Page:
This Chapter defines and classifies servitudes and defines rights and obligations deriving from such land burdens. Easements, i.e. servitudes attached to land include: a) the right of pasture; (b) The right of fishing; (c) the right of taking game; (d) the right of way; (e) the right of taking water, wood, minerals, and other things; (f) and the right of having water flow without diminution or disturbance of any kind. Servitudes not attached to land include the right to pasture, and of fishing and taking game (sects. 1 and 2). A servitude can be created only by one who has a vested estate in the servient tenement (sect. 4). The extent of a servitude is determined by the terms of the grant, or the nature of the enjoyment by which it was acquired (sect. 6). Other provisions deal with apportioning easements, rights of owner, future estate, actions owner of the dominant tenement, actions owner of the servient tenement, how servitudes are extinguished.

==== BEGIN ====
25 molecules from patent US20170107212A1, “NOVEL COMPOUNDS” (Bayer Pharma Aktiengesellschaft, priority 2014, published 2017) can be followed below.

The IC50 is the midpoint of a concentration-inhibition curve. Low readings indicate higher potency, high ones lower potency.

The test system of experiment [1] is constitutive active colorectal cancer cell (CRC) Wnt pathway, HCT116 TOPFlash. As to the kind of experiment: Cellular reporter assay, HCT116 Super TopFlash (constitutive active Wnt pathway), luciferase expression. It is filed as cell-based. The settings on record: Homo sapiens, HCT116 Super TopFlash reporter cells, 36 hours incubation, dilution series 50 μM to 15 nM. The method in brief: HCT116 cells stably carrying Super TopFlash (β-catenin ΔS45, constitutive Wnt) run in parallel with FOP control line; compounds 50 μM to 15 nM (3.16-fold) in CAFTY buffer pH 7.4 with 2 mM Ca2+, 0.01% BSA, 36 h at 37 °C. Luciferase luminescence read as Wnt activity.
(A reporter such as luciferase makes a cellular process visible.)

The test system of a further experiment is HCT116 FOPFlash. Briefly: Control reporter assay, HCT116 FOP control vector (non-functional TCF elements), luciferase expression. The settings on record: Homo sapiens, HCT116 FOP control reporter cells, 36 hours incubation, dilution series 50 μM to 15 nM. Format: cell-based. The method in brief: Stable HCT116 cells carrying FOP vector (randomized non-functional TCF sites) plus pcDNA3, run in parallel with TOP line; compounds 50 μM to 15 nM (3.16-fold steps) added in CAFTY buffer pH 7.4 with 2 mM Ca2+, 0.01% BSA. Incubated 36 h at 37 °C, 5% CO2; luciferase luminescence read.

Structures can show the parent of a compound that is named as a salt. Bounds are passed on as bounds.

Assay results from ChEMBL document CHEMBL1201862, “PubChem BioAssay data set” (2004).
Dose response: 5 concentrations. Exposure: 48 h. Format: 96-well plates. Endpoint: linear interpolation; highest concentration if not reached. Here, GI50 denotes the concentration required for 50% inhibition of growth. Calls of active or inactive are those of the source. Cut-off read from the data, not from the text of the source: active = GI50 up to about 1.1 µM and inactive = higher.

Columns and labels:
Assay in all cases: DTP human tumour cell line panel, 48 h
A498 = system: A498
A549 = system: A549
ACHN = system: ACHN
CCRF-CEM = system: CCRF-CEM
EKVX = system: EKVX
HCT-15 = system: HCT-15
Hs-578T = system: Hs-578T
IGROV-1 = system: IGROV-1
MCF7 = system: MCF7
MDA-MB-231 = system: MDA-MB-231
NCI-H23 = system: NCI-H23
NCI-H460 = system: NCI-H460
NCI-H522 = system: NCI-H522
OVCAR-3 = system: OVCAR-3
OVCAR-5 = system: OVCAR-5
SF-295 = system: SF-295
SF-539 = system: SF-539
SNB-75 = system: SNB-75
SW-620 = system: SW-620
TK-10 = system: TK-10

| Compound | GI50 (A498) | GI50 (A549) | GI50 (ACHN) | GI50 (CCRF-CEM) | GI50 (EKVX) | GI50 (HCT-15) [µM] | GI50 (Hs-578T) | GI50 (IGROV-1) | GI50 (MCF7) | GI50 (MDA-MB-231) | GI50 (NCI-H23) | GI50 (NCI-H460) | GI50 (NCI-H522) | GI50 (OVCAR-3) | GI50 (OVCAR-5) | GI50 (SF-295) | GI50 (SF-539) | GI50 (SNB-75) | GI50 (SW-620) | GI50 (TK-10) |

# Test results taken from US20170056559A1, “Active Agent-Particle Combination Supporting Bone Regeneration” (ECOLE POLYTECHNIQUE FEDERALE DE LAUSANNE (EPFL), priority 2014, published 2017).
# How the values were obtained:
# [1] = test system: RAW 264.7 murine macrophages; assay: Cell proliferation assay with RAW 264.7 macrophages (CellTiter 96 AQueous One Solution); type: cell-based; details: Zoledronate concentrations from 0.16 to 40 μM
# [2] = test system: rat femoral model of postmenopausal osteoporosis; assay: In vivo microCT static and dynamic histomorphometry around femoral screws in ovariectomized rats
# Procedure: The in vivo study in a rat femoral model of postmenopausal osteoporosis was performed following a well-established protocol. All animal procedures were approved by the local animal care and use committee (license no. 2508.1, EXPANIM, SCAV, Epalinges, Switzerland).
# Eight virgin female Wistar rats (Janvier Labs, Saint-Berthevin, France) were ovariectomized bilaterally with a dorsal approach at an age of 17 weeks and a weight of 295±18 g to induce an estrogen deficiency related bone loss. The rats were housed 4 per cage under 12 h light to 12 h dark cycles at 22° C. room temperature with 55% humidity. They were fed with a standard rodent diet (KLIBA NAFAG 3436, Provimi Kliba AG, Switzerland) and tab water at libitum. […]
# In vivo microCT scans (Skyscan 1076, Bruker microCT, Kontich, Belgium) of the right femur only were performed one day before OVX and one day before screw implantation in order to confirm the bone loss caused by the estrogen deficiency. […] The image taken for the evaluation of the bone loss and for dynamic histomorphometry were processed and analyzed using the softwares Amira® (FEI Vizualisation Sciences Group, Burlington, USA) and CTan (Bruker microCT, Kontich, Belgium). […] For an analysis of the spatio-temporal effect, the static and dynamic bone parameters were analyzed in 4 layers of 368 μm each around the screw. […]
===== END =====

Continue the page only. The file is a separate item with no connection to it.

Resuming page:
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Guam Compiler of Laws
Spain ceded Guam to the US in 1898. Captured by the Japanese in 1941, it was retaken by the US three years later. The military installations on the island are some of the most strategically important US bases in the Pacific.
Guam is a presidential democracy. Guam is a self-governing unincorporated territory of the US.
Source: CIA World Factbook